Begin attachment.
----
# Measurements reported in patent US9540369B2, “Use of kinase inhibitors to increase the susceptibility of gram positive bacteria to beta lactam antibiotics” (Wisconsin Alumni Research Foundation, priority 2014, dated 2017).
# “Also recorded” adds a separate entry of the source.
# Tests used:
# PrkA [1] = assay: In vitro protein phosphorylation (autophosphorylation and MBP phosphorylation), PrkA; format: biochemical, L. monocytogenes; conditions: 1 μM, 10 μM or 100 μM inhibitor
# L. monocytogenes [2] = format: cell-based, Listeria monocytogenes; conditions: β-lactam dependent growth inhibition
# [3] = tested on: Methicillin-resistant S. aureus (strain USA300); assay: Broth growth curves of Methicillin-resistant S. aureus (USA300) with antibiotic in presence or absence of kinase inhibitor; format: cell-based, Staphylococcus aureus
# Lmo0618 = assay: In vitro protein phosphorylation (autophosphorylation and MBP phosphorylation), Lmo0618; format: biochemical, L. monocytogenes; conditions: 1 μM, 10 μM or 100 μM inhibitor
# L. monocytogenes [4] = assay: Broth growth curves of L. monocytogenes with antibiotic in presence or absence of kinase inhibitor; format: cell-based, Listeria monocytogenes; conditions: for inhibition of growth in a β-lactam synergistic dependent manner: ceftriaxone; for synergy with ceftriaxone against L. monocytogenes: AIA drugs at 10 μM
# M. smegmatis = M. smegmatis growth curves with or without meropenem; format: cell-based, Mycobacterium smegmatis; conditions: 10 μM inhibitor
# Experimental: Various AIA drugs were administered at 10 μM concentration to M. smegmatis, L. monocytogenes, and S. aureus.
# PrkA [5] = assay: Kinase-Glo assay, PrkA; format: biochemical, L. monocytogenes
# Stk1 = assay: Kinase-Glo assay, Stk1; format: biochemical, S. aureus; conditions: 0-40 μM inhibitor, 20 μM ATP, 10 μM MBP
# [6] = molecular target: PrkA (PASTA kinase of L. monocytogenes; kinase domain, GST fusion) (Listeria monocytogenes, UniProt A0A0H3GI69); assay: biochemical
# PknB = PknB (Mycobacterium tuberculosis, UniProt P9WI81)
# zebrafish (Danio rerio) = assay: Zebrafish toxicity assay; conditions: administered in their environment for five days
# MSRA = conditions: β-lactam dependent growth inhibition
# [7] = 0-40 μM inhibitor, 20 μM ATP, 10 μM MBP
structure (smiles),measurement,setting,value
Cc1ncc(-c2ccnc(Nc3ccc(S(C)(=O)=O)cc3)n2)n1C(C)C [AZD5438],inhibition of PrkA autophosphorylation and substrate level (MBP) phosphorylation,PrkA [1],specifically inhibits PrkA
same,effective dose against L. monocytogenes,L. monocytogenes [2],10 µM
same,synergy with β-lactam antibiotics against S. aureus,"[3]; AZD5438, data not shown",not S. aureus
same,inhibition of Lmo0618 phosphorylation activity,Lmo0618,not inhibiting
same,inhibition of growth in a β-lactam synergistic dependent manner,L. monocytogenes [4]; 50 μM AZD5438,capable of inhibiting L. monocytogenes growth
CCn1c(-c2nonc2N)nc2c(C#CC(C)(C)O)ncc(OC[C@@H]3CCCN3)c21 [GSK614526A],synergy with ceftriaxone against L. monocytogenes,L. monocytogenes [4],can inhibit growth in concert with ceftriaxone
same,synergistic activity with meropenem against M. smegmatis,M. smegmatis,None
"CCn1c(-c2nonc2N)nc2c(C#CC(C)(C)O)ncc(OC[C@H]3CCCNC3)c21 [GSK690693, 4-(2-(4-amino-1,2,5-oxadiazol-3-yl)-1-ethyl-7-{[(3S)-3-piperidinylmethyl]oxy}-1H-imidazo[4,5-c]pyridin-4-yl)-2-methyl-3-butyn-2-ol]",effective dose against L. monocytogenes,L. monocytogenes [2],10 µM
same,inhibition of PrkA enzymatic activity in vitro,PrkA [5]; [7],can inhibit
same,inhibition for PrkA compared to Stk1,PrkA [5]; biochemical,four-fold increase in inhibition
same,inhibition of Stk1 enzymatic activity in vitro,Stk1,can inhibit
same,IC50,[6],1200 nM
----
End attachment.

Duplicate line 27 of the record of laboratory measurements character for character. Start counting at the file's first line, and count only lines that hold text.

same,inhibition of PrkA enzymatic activity in vitro,PrkA [5]; [7],can inhibit